Holder proclaimed that “The president may use force abroad against a senior operational leader of a foreign terrorist organization with which the United States is at war — even if that individual happens to be a U.S. citizen.” The use of the word “abroad” is interesting since senior Administration officials have asserted that the President may kill an American anywhere and anytime, including the United States. Holder’s speech does not materially limit that claimed authority. He merely assures citizens that Obama will only kill those of us he finds abroad and a significant threat. Notably, Holder added “Our legal authority is not limited to the battlefields in Afghanistan.”
Turley went on to comment that Holder was vague, to say the least, when it came to the use of these ‘new’ governmental/executive powers, claiming that the powers-that-be will only kill citizens when:
“the consent of the nation involved or after a determination that the nation is unable or unwilling to deal effectively with a threat to the United States.”
And as far as ‘due process?” Holder declared that:
“a careful and thorough executive branch review of the facts in a case amounts to ‘due process.’”
Chilling! As Turley grimly noted in an earlier post, this is no longer the land of the free.
Seemingly unrelated was this report from the New York Times: the heart of Dublin’s 12th-century patron saint was stolen earlier this week from Christ’s Church Cathedral. The heart of Laurence O’Toole had been housed in a heart-shaped box, safely secured [or so church authorities believed] within an iron cage. The relic’s disappearance was preceded by a rash of reliquary robberies from churches, monasteries and convents around Ireland. According to the article:
The small cage hosting the heart-shaped box containing the relic was tucked away in an innocuous alcove at the side of a small altar. Visitors to the cathedral on Monday stared at the twisted bars and the empty space behind. The bars themselves were sundered evenly.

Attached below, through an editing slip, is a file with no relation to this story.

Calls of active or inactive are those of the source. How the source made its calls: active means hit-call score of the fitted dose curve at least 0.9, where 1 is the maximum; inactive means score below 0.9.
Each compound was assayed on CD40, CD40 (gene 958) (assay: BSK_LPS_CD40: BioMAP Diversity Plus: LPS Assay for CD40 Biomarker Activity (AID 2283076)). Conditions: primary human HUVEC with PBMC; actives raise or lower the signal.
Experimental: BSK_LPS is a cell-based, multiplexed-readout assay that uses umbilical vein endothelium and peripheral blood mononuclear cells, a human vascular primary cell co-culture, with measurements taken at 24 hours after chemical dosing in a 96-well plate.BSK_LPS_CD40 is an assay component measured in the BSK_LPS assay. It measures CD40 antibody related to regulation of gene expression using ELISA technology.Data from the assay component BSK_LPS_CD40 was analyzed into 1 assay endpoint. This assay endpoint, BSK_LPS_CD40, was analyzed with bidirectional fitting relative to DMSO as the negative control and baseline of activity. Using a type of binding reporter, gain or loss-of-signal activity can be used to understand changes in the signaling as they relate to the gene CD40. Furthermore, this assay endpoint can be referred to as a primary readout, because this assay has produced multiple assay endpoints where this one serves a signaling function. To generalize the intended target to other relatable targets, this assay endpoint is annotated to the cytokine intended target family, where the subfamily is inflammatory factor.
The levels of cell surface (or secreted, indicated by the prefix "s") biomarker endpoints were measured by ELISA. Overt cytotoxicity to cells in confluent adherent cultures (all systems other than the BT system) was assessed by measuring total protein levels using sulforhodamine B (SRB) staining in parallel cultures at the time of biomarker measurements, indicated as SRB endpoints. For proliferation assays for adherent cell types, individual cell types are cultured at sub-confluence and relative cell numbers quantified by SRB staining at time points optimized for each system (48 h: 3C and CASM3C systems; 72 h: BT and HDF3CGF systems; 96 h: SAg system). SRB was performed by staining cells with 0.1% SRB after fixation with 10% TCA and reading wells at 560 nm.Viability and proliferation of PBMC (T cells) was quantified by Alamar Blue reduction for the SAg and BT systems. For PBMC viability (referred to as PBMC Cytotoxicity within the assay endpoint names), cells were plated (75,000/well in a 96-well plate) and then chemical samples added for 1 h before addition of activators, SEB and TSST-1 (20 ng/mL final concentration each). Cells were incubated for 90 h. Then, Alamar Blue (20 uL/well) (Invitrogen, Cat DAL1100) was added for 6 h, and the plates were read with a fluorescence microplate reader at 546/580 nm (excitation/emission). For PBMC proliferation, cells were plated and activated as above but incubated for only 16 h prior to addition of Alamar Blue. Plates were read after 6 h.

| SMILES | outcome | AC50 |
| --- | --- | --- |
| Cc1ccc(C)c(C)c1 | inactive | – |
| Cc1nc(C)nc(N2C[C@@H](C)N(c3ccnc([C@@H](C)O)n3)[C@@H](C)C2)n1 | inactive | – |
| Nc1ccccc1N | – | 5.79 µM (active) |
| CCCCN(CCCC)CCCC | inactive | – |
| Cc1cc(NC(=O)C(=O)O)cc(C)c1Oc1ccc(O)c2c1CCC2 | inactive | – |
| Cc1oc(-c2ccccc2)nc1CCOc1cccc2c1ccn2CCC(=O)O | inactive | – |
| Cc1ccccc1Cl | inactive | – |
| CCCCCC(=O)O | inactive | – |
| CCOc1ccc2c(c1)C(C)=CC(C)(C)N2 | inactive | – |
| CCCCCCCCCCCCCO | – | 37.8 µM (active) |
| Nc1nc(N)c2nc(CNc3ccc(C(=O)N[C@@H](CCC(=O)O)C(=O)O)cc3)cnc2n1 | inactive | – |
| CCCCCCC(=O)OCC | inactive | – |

According to Dermot Dunne, dean of Christ Church, the box had lain undisturbed for centuries. He had no idea why someone would take it.
Whether it’s the heart of a saint or the heart of a Nation, the theft is a grievous insult. The crime betrays the public trust and our basic sense of decency. But the thieves of O’Tooles’s heart performed a curious act before exiting.
The Irish culprits lit candles at two of the Cathedral’s altars. Which means the perpetrators possessed, at the very least, an ironic sense of tradition.
The same cannot be said of our homegrown hooligans. Crass greed and the lust for unlimited power have their own dark tradition. As Americans, we do not expect vice to be confused with virtue. In the past, we could not imagine a blatant disrespect for the Rule of Law–crimes ignored, excused, then openly declared necessary for whatever raison du moment.
Not here, we told ourselves repeatedly. Not in the United States.
Perhaps, we should light candles of our own. A small devotion for the lost and dying.
Maybe we should change the name of the DOJ to the Department of Expedience. The War on Terrorism continues to be a War on the American and our Constitutional idea of justice. Eric Holder’s speech yesterday at Northwestern’s School of Law puzzles many of us that had hoped a change from the Bush/Cheney regime would mean a return to civil liberties. Assassination of US citizens–implying no trial, no jury of peers, and no due process–by classifying them as terrorists is an end run around our Constitution that must not stand. Eric Holder’s thin justification of the Obama policy of assassination sounds a lot like triangulation.